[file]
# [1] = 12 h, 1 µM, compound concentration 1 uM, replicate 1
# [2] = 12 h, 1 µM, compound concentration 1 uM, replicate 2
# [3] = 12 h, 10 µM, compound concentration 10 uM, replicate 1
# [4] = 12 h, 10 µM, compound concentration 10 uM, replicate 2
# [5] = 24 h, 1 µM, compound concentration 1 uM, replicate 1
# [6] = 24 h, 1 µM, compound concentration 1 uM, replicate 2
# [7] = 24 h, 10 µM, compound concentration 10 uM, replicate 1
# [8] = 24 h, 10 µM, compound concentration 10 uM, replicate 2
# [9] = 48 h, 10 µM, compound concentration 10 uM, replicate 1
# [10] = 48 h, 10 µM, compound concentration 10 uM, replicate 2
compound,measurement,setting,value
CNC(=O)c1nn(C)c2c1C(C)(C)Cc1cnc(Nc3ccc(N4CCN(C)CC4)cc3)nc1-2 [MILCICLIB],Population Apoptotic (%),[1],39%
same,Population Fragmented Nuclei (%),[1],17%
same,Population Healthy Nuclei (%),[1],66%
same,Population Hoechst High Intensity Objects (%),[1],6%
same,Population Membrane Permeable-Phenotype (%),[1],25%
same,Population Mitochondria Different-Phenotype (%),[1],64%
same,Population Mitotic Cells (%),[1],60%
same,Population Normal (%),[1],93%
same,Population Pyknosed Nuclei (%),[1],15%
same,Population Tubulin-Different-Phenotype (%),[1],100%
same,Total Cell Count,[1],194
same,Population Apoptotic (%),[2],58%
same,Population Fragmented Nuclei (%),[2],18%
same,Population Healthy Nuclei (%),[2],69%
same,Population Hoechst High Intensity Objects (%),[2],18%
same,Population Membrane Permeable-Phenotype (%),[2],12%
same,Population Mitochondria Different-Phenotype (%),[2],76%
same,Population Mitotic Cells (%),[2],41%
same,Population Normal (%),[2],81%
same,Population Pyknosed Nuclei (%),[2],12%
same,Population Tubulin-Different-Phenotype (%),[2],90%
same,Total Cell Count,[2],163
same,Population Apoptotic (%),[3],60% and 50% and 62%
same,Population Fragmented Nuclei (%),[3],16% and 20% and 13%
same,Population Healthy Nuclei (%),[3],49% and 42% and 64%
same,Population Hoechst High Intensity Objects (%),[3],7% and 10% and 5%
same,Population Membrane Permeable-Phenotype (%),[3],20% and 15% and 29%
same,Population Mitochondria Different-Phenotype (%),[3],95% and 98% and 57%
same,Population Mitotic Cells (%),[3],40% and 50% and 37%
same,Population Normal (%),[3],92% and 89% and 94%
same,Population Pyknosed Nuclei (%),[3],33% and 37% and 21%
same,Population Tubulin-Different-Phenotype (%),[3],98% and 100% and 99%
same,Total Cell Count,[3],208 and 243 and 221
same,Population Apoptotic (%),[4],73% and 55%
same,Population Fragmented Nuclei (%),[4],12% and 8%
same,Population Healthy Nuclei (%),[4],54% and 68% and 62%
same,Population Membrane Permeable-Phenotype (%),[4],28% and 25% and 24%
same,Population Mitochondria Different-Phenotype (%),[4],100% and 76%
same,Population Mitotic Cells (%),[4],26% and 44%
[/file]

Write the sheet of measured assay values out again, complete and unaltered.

# [1] = 12 h, 1 µM, compound concentration 1 uM, replicate 1
# [2] = 12 h, 1 µM, compound concentration 1 uM, replicate 2
# [3] = 12 h, 10 µM, compound concentration 10 uM, replicate 1
# [4] = 12 h, 10 µM, compound concentration 10 uM, replicate 2
# [5] = 24 h, 1 µM, compound concentration 1 uM, replicate 1
# [6] = 24 h, 1 µM, compound concentration 1 uM, replicate 2
# [7] = 24 h, 10 µM, compound concentration 10 uM, replicate 1
# [8] = 24 h, 10 µM, compound concentration 10 uM, replicate 2
# [9] = 48 h, 10 µM, compound concentration 10 uM, replicate 1
# [10] = 48 h, 10 µM, compound concentration 10 uM, replicate 2
compound,measurement,setting,value
CNC(=O)c1nn(C)c2c1C(C)(C)Cc1cnc(Nc3ccc(N4CCN(C)CC4)cc3)nc1-2 [MILCICLIB],Population Apoptotic (%),[1],39%
same,Population Fragmented Nuclei (%),[1],17%
same,Population Healthy Nuclei (%),[1],66%
same,Population Hoechst High Intensity Objects (%),[1],6%
same,Population Membrane Permeable-Phenotype (%),[1],25%
same,Population Mitochondria Different-Phenotype (%),[1],64%
same,Population Mitotic Cells (%),[1],60%
same,Population Normal (%),[1],93%
same,Population Pyknosed Nuclei (%),[1],15%
same,Population Tubulin-Different-Phenotype (%),[1],100%
same,Total Cell Count,[1],194
same,Population Apoptotic (%),[2],58%
same,Population Fragmented Nuclei (%),[2],18%
same,Population Healthy Nuclei (%),[2],69%
same,Population Hoechst High Intensity Objects (%),[2],18%
same,Population Membrane Permeable-Phenotype (%),[2],12%
same,Population Mitochondria Different-Phenotype (%),[2],76%
same,Population Mitotic Cells (%),[2],41%
same,Population Normal (%),[2],81%
same,Population Pyknosed Nuclei (%),[2],12%
same,Population Tubulin-Different-Phenotype (%),[2],90%
same,Total Cell Count,[2],163
same,Population Apoptotic (%),[3],60% and 50% and 62%
same,Population Fragmented Nuclei (%),[3],16% and 20% and 13%
same,Population Healthy Nuclei (%),[3],49% and 42% and 64%
same,Population Hoechst High Intensity Objects (%),[3],7% and 10% and 5%
same,Population Membrane Permeable-Phenotype (%),[3],20% and 15% and 29%
same,Population Mitochondria Different-Phenotype (%),[3],95% and 98% and 57%
same,Population Mitotic Cells (%),[3],40% and 50% and 37%
same,Population Normal (%),[3],92% and 89% and 94%
same,Population Pyknosed Nuclei (%),[3],33% and 37% and 21%
same,Population Tubulin-Different-Phenotype (%),[3],98% and 100% and 99%
same,Total Cell Count,[3],208 and 243 and 221
same,Population Apoptotic (%),[4],73% and 55%
same,Population Fragmented Nuclei (%),[4],12% and 8%
same,Population Healthy Nuclei (%),[4],54% and 68% and 62%
same,Population Membrane Permeable-Phenotype (%),[4],28% and 25% and 24%
same,Population Mitochondria Different-Phenotype (%),[4],100% and 76%
same,Population Mitotic Cells (%),[4],26% and 44%